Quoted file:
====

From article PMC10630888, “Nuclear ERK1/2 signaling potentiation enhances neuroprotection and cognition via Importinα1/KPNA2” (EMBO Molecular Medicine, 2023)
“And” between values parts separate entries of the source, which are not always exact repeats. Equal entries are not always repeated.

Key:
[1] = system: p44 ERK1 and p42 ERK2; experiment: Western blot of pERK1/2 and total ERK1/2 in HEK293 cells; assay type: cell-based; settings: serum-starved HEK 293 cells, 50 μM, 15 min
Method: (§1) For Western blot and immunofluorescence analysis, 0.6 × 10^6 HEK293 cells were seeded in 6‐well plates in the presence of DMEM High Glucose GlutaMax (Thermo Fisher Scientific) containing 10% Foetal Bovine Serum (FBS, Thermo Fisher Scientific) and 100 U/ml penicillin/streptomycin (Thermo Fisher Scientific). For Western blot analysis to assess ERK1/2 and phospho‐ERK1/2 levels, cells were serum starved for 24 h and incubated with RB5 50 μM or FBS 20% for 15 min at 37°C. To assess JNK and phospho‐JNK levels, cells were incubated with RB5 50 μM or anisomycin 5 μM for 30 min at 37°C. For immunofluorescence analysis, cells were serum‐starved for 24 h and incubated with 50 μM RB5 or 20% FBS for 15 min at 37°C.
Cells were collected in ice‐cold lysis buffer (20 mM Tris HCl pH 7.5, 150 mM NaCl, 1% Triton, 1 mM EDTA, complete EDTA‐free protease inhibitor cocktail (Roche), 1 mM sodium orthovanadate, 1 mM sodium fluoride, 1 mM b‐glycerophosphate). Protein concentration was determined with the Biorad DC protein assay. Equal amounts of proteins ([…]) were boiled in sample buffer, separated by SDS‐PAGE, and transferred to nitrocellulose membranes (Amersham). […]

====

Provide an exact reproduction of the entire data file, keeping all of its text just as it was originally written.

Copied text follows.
From article PMC10630888, “Nuclear ERK1/2 signaling potentiation enhances neuroprotection and cognition via Importinα1/KPNA2” (EMBO Molecular Medicine, 2023)
“And” between values parts separate entries of the source, which are not always exact repeats. Equal entries are not always repeated.

Key:
[1] = system: p44 ERK1 and p42 ERK2; experiment: Western blot of pERK1/2 and total ERK1/2 in HEK293 cells; assay type: cell-based; settings: serum-starved HEK 293 cells, 50 μM, 15 min
Method: (§1) For Western blot and immunofluorescence analysis, 0.6 × 10^6 HEK293 cells were seeded in 6‐well plates in the presence of DMEM High Glucose GlutaMax (Thermo Fisher Scientific) containing 10% Foetal Bovine Serum (FBS, Thermo Fisher Scientific) and 100 U/ml penicillin/streptomycin (Thermo Fisher Scientific). For Western blot analysis to assess ERK1/2 and phospho‐ERK1/2 levels, cells were serum starved for 24 h and incubated with RB5 50 μM or FBS 20% for 15 min at 37°C. To assess JNK and phospho‐JNK levels, cells were incubated with RB5 50 μM or anisomycin 5 μM for 30 min at 37°C. For immunofluorescence analysis, cells were serum‐starved for 24 h and incubated with 50 μM RB5 or 20% FBS for 15 min at 37°C.
Cells were collected in ice‐cold lysis buffer (20 mM Tris HCl pH 7.5, 150 mM NaCl, 1% Triton, 1 mM EDTA, complete EDTA‐free protease inhibitor cocktail (Roche), 1 mM sodium orthovanadate, 1 mM sodium fluoride, 1 mM b‐glycerophosphate). Protein concentration was determined with the Biorad DC protein assay. Equal amounts of proteins ([…]) were boiled in sample buffer, separated by SDS‐PAGE, and transferred to nitrocellulose membranes (Amersham). […]